The Army Corps of Engineers expects to complete soil sampling at the former Brush Beryllium site near the Village of Luckey in December.
The sampling and topographic surveying are part of an on-going remedial program for the 40-acre parcel at 21200 Luckey Road,
Results from the work will provide the Corps with the necessary data for the next phase of the clean-up of the site, said Duane Lenhardt, project manager.
“This data is required to complete our remedial design, update the estimated cost associated with the clean-up, and proceed to environmental remediation,” he said.
Under rules set by the Formerly Utilized Sites Remedial Action Program, the Corps in October began the testing to determine the extent of soil contamination.
The work includes:
• Clearing the planned study areas
• Performing a topographic survey using a 3-D laser scanning method to map out site features such as buildings, roads, and other surface objects.
• Conducting geophysical surveys over select areas of the site using electromagnetic methods.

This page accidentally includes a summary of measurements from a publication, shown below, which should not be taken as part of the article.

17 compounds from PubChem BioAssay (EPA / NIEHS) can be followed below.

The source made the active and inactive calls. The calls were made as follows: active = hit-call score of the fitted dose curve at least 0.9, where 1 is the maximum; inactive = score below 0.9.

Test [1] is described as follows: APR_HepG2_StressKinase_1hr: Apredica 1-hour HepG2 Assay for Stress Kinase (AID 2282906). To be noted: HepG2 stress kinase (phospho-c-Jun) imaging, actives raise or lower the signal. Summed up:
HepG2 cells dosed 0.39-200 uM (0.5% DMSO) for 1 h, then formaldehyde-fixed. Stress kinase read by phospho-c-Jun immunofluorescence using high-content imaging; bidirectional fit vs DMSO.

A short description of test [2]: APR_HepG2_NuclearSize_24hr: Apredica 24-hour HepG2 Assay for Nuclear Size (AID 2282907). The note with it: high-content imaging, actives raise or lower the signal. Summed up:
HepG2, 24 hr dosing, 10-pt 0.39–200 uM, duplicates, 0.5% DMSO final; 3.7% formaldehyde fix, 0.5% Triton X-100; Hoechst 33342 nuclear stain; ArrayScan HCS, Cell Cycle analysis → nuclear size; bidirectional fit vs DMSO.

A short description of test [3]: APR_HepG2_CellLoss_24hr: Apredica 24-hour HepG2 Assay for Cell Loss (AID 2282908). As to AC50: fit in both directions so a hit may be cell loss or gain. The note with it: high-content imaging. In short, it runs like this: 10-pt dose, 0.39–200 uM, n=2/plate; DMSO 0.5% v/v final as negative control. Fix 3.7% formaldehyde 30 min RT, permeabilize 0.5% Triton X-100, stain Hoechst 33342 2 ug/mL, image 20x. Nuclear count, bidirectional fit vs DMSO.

• Conducting about 100 soil borings using a sonic drilling method.
In July, the Corps announced it would use $1 million in American Recovery and Reinvestment Act funds at the Luckey site to conduct sampling and data collection. A contract was awarded to TPMC-Energy Solutions Environmental Services, Oak Ridge, Tennessee.
Last year, the Corps approved a groundwater monitoring plan for the Luckey site, which became contaminated during the federal government’s venture into atomic energy and weaponry.
Sampling of groundwater wells for beryllium, lead, and uranium was implemented to determine when test results would show a trend that indicates safe drinking water standards have been met.
The Corps has contended the site poses no immediate risk to human health.
In July 2006, the Corps approved a plan for the site to remove soil contaminated with beryllium, lead, Radium-226, Thorium-230, Uranium-234, and Uranium-238.
Clean-up is scheduled to begin next year, depending on the availability of funds.
The Luckey site is one of 21 throughout the country to be placed in the remedial program.
According to a history of the site compiled by the Corps, a magnesium processing facility was built at the site in 1942 on what was then federal land.
National Lead operated the facility for the government during World War II.